Apraxia also differs from paralysis which usually indicates loss of voluntary movement. Please note that paralysis does not necessarily indicate apraxia or vice versa. One can have movements that are not purposeful. So, apraxic speech, for example, describes sounds that are made by somebody who can initiate speech but is not properly setting up and executing the motor programming for speech. Apraxic speech differs from ataxic dysarthria which is uncoordinated speech that some might describe as "slurred" speech.

    Paralysis of course does not mean loss of movement. It just means loss of voluntary control. As people with sponal cord injury know, one can have involuntary spasms that are not voluntarily initiated or reflexes that are a result of sensory input that initiates a movement. A good friend of mine would get bruises on her arm from fending off the kicks of her quadriplegic son when she is manipulating his tracheal tube. Christopher Reeve use to get spasm that are so violent that he would throw himself off his wheelchair, no mean feat considering his size.

    Spasticity is a particular type of movement disorder that is characterized by heightened reflexes. This may be in the form of exaggerated reflexes to sensory input, including repeated reflexive movements such as the clonus. It can also manifest in increased muscle stiffness and even rigidity of the muscle to being moved. By the way, spasticity is not the same as spasms. Spasms are involuntary movements that can be either spontaneous or induced by sensory input. They can involve multiple muscles and joints.

    Wise.

  3. #3
    Senior Member Katilea's Avatar
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    Excellent description and first time I really understood the difference.

    I was diagnosed with Ataxia in my early thirties (now 41) and originally it was just in legs I was just a bit wobbly on my feet and needed wheelchair outdoors, as it progressed it started affected other voluntary muscles like speech and my arms.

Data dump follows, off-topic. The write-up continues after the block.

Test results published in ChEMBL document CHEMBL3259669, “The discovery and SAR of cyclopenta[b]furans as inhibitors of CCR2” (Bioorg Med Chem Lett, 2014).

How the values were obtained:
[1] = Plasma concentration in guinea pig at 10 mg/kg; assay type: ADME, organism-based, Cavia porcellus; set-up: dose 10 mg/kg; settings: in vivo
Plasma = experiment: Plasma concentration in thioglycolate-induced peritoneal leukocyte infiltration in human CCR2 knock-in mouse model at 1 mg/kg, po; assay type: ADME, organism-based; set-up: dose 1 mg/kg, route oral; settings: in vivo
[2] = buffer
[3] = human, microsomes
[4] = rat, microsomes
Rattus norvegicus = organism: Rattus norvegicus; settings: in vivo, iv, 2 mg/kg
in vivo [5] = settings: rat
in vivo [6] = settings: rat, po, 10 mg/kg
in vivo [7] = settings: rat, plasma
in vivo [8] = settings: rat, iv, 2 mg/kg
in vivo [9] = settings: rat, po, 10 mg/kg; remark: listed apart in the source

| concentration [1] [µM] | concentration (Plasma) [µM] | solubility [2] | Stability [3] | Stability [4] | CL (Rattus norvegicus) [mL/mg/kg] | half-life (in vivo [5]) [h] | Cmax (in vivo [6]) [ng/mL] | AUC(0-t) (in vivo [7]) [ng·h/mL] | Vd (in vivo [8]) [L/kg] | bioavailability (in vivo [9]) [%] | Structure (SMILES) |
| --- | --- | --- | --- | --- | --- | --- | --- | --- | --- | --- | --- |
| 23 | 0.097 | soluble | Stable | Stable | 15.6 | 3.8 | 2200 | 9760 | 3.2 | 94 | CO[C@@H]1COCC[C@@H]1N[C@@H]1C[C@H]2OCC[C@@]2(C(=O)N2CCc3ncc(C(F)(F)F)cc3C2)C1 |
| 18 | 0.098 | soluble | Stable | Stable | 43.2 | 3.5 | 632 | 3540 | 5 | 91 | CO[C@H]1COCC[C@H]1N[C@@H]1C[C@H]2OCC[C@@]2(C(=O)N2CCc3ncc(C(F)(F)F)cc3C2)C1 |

At first I thought I might have something else with it as everyone else with Ataxia seemed to have a constant tremor rather than just jerky movements when they tried to do a deliberate action like go to pick something up.

    Then I learnt about Dysmetria (overshooting or undershooting when aiming for something) and that is part of Ataxia combined with Intention tremor (more at the end of the movement than constantly) it sometimes appears to people similar to Athetoid CP.

    I have learnt that keeping arms closer to body or forearms supported reduces the extra movements and has greatly helped me with typing and joystick control - although I still need a keyguard on the smaller iMac keyboard, but can use Intellikeys without one. (giant keyboard with adjustable touch sensitive interface). I use that on Laptop inbed as its a grreat help at night as I'm getting more tired and accuracy is more difficult to achieve aiming for smaller keys.

    I don't know how you would compensate for Apraxia if you can't make purposeful movements (how are you typing?)

    There is a site called WE MOVE thats specifically aimed at movements disorders, they may be able to help you better?

    http://www.wemove.org/

  4. #4
    In an extension of the first post, what functional implications does something like oral apraxia have? I understand volitional movements are affected, but why would that matter? The literature I have found only talks about "blowing bubbles" or "sticking your tongue out"... I have a friend diagnosed with oral apraxia, and I am trying to help him understand the implications.
    Thank you.